Nashville Zoo has been involved in giant anteater conservation for more than 12 years and currently houses the largest collection of anteaters in the country. Only about 5,000 giant anteaters remain in the wild due to habit loss and hunting. As one of the premier breeding institutions for this threatened species, Nashville Zoo is working to increase that number and ensure their survival.
Thirteen giant anteaters have been born at Nashville Zoo since 2001. This reproductive success has been enhanced by research projects done at the zoo which focus on the biology of anteaters and their reproductive system. Projects include monitoring reproductive status in female giant anteaters by fecal and urinary hormone analysis and employing ultrasonographic exams to confirm pregnancy and monitor fetal development. Because giant anteaters do not exhibit any obvious physical or behavioral indicators of pregnancy, these alternative methods of confirmation are critical for the care and management of gestating females and neonates in zoos.
Anteaters are highly specialized feeders and their diet can be challenging to replicate in zoos. Nutritional research is essential in developing diets that meet their nutritional needs and stimulate natural feeding behaviors. Nashville Zoo has undertaken research projects to determine if diets currently being fed to captive anteaters contain sufficient concentrations of taurine, a nutritionally essential sulfur-containing amino acids, and if chitin supplementation in the diets would improve gastrointestinal function. Both of these studies are pending publication.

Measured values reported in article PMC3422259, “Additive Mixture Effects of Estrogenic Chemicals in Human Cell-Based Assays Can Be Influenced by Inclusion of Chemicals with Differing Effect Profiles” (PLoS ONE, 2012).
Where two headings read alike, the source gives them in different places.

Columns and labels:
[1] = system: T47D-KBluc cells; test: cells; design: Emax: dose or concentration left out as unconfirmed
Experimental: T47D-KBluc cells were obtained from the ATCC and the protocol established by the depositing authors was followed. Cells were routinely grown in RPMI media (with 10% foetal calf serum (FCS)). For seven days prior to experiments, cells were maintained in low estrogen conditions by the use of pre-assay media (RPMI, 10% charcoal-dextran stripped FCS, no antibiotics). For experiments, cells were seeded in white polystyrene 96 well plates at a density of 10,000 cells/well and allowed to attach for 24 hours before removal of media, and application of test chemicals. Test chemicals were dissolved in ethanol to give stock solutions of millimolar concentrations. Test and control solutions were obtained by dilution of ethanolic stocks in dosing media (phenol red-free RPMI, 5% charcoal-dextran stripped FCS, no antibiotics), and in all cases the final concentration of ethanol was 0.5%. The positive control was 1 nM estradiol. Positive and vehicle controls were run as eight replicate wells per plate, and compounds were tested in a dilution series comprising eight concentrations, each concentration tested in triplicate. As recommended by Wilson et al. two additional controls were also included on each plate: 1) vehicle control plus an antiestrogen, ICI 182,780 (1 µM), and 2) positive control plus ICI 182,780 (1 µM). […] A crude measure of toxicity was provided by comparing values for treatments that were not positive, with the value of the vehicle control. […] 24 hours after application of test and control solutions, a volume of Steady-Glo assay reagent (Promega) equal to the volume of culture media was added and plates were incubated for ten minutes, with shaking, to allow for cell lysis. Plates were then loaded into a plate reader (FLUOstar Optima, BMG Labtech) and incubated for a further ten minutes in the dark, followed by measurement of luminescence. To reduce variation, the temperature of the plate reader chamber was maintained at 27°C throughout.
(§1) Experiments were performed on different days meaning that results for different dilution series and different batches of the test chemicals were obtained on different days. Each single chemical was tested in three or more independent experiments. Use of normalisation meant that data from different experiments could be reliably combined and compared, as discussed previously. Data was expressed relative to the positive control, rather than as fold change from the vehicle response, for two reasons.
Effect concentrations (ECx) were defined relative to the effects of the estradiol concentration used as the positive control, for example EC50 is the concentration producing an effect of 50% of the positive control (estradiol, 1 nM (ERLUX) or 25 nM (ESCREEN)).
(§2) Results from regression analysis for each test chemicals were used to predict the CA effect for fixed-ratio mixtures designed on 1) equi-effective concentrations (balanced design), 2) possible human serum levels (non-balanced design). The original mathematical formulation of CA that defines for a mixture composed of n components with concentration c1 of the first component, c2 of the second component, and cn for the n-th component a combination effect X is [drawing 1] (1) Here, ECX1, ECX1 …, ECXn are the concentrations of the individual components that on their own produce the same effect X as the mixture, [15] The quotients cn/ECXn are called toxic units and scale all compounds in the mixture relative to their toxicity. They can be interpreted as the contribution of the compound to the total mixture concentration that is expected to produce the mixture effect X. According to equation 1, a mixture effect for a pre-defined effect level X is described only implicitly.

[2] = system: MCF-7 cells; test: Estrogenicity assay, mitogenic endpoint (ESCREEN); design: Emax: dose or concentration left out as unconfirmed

Nashville Zoo is recognized as a leader in caring for captive giant anteaters as well as tamanduas (lesser anteater). The Zoo’s animal care and veterinary staff are currently working on an anteater care manual in conjunction with the Association of Zoos and Aquariums’ Species Survival Program that will ultimately provide husbandry guidelines as well as veterinary issues associated with both the giant anteater and the tamandua.